This brings us back to the worried badger. This badger, Fried tells us, has a poet-friend who collects ancient pots, keeping them in an apartment “like a cave.” (NBR, 13) As with the entombment of the father, these pots are “of hard gray stone.” (NBR, 14) Yet, where the father himself had become fluid, these subterranean, stony vessels remain available for activation by artistic penetration. The badger’s friend is convinced that one of these newly-acquired pots “was a scribe’s inkwell. / When the time comes he will dip his pen in it / to write his gravest / songs.” (NBR, 14) Moving with the venerable alignment between power and penetration noted in the reading from Leo Bersani (IRG, 21), death is turned into life by this act of insertion, the cave-like setting and the material grave recouped into immortal, poetic gravity. “Care”, then, is not only the condition of Dasein to the world, but the kind of comportment one needs for reading and writing around the grave. So we saw in class two weeks ago, one of the most ingenious features of Fried’s writing on Courbet is the plotting of the reader like the mourners in the burial as “walking slowly, almost somnambulistically, in the ultimate direction of the open grave.” (SB, 647) Like Stanley Fish’s account of Paradise Lost where the reader endlessly performs the plot by falling—by failing to identify with the right party, by being tricked into Satanic rhetoric—we who fail to see the poetic jaws enfolding around us (if we miss this reference to the plotting of appreciation for the depiction of acts carried out “automatically, as if unconscious ... [with] almost somnabulistic character” [AMTFP, 144]) will end up occupying the grave, rather than sprung artistic from it.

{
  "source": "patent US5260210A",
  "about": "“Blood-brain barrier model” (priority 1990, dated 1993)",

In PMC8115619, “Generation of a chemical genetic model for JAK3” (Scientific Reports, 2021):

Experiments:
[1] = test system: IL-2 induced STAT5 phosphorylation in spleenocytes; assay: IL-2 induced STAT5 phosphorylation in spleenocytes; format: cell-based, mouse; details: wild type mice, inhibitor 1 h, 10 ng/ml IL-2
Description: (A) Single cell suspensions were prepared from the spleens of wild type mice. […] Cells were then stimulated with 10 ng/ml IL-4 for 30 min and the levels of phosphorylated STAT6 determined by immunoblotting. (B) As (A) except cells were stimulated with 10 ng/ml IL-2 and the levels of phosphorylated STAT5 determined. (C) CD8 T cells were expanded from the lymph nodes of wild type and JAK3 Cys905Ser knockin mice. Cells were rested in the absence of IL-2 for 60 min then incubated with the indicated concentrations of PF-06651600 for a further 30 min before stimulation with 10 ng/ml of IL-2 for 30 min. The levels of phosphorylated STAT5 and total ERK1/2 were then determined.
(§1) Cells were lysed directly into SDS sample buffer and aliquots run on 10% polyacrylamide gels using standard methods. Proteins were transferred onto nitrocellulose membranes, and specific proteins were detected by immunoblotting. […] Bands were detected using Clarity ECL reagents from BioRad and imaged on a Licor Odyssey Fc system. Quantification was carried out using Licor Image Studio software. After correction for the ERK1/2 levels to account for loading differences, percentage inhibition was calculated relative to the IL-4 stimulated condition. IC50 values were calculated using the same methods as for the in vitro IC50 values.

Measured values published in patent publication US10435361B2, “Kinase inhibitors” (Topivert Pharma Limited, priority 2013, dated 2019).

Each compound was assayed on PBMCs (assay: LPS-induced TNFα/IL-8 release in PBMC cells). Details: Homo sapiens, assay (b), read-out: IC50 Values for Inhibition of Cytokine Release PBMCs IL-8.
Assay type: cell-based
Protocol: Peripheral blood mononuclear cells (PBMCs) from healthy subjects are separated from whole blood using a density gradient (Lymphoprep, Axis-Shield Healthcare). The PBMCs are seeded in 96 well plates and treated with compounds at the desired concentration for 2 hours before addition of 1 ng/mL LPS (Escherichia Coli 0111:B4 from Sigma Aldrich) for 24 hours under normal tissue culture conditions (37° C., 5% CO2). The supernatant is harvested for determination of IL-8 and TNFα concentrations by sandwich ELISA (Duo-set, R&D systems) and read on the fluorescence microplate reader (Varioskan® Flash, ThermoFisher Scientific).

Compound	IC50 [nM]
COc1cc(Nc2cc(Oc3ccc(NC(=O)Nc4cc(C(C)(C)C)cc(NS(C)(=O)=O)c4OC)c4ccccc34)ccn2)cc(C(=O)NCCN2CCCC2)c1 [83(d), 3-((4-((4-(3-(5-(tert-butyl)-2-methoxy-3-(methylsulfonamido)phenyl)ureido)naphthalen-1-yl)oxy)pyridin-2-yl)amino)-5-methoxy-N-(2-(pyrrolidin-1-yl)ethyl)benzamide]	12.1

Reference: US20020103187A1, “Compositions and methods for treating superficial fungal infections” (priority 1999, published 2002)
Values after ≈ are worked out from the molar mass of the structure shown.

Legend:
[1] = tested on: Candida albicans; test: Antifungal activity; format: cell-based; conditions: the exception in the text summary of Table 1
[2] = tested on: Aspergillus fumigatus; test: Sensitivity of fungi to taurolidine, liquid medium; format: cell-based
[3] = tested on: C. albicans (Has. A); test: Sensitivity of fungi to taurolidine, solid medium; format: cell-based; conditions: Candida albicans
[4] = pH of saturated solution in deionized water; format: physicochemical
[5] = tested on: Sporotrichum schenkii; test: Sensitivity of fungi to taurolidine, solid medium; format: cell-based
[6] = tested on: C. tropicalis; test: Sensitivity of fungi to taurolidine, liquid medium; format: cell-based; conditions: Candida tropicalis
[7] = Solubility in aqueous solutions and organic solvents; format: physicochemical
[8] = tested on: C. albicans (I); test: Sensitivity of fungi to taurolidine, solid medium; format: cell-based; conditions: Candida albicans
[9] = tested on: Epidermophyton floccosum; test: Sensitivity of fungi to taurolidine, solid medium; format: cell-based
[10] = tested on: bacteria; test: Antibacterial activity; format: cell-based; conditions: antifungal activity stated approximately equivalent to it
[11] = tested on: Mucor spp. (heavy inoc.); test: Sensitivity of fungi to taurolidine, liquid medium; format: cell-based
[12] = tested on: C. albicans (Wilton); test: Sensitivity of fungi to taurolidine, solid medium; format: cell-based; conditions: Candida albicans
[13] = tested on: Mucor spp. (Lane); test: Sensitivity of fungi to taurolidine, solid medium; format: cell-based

So much for where we left off last time. Soon after class, I received an email from a colleague who shared this insight: “I had a little epiphany this morning: graphein = to dig, to carve, to write.” An excellent point. The etymology of the graphic—binding writing, drawing and digging—would certainly have been known to Fried as, among others, Svetlana Alpers talks about it at some length in The Art of Describing (1983), which he cites in various places. But, it also raises an interesting question about Fried’s account of Courbet—one of particular relevance to our readings for today. That is, if Courbet is moving around his signature in Stonebreakers from right to left; if he is making his central figures in that painting into isomorphs of his own initials, and—most critically—if he is operating with this conception of painting as digging/excavating, might we not also see him as sharing Eakins’s conflict between writing/drawing vs. painting, between the quasi-Wölfflinian graphic versus pictorial seeing? In other words, where Fried sails imperviously between Courbet’s drawings and paintings but sees those relations as problematic in Eakins, might the graphic not be seen to menace Courbet as well?